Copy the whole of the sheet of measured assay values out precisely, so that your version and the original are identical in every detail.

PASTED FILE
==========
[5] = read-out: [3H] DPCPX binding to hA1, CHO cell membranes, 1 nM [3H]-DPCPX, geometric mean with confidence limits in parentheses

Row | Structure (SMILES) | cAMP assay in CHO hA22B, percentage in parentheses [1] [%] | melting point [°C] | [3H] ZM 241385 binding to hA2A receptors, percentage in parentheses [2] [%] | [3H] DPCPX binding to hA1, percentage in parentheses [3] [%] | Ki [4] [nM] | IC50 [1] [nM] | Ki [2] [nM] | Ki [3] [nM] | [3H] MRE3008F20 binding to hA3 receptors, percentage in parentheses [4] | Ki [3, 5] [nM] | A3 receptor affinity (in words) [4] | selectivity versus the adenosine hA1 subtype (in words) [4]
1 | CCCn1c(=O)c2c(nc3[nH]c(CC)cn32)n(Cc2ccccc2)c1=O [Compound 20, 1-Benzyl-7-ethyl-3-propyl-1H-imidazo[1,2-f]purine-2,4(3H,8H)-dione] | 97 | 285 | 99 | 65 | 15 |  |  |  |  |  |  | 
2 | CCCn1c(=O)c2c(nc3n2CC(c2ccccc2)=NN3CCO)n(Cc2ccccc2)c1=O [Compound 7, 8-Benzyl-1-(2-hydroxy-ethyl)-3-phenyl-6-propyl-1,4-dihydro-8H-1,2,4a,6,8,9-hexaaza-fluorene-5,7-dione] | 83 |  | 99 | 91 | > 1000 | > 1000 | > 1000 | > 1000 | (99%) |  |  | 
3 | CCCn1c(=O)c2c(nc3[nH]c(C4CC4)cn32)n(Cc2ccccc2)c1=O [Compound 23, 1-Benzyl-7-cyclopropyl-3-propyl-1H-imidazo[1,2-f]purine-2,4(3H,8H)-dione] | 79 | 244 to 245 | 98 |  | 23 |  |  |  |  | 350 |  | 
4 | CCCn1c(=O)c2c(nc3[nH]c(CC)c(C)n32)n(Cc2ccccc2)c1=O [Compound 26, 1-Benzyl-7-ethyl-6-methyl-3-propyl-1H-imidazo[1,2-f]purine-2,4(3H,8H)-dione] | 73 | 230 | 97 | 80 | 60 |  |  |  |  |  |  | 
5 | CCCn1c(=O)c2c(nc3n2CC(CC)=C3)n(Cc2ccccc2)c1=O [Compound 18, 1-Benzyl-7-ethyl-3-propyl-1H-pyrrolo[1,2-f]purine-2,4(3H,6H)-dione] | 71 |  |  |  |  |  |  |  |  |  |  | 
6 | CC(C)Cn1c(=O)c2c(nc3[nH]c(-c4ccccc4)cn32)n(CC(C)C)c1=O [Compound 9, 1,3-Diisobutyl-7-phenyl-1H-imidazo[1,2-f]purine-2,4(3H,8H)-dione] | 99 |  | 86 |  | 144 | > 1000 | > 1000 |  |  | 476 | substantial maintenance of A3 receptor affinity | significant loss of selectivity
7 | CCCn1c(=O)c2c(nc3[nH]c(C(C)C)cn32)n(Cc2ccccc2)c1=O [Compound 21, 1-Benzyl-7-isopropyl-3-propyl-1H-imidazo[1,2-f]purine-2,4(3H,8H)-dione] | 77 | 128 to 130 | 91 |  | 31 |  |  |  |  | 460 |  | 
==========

[5] = read-out: [3H] DPCPX binding to hA1, CHO cell membranes, 1 nM [3H]-DPCPX, geometric mean with confidence limits in parentheses

Row | Structure (SMILES) | cAMP assay in CHO hA22B, percentage in parentheses [1] [%] | melting point [°C] | [3H] ZM 241385 binding to hA2A receptors, percentage in parentheses [2] [%] | [3H] DPCPX binding to hA1, percentage in parentheses [3] [%] | Ki [4] [nM] | IC50 [1] [nM] | Ki [2] [nM] | Ki [3] [nM] | [3H] MRE3008F20 binding to hA3 receptors, percentage in parentheses [4] | Ki [3, 5] [nM] | A3 receptor affinity (in words) [4] | selectivity versus the adenosine hA1 subtype (in words) [4]
1 | CCCn1c(=O)c2c(nc3[nH]c(CC)cn32)n(Cc2ccccc2)c1=O [Compound 20, 1-Benzyl-7-ethyl-3-propyl-1H-imidazo[1,2-f]purine-2,4(3H,8H)-dione] | 97 | 285 | 99 | 65 | 15 |  |  |  |  |  |  | 
2 | CCCn1c(=O)c2c(nc3n2CC(c2ccccc2)=NN3CCO)n(Cc2ccccc2)c1=O [Compound 7, 8-Benzyl-1-(2-hydroxy-ethyl)-3-phenyl-6-propyl-1,4-dihydro-8H-1,2,4a,6,8,9-hexaaza-fluorene-5,7-dione] | 83 |  | 99 | 91 | > 1000 | > 1000 | > 1000 | > 1000 | (99%) |  |  | 
3 | CCCn1c(=O)c2c(nc3[nH]c(C4CC4)cn32)n(Cc2ccccc2)c1=O [Compound 23, 1-Benzyl-7-cyclopropyl-3-propyl-1H-imidazo[1,2-f]purine-2,4(3H,8H)-dione] | 79 | 244 to 245 | 98 |  | 23 |  |  |  |  | 350 |  | 
4 | CCCn1c(=O)c2c(nc3[nH]c(CC)c(C)n32)n(Cc2ccccc2)c1=O [Compound 26, 1-Benzyl-7-ethyl-6-methyl-3-propyl-1H-imidazo[1,2-f]purine-2,4(3H,8H)-dione] | 73 | 230 | 97 | 80 | 60 |  |  |  |  |  |  | 
5 | CCCn1c(=O)c2c(nc3n2CC(CC)=C3)n(Cc2ccccc2)c1=O [Compound 18, 1-Benzyl-7-ethyl-3-propyl-1H-pyrrolo[1,2-f]purine-2,4(3H,6H)-dione] | 71 |  |  |  |  |  |  |  |  |  |  | 
6 | CC(C)Cn1c(=O)c2c(nc3[nH]c(-c4ccccc4)cn32)n(CC(C)C)c1=O [Compound 9, 1,3-Diisobutyl-7-phenyl-1H-imidazo[1,2-f]purine-2,4(3H,8H)-dione] | 99 |  | 86 |  | 144 | > 1000 | > 1000 |  |  | 476 | substantial maintenance of A3 receptor affinity | significant loss of selectivity
7 | CCCn1c(=O)c2c(nc3[nH]c(C(C)C)cn32)n(Cc2ccccc2)c1=O [Compound 21, 1-Benzyl-7-isopropyl-3-propyl-1H-imidazo[1,2-f]purine-2,4(3H,8H)-dione] | 77 | 128 to 130 | 91 |  | 31 |  |  |  |  | 460 |  | 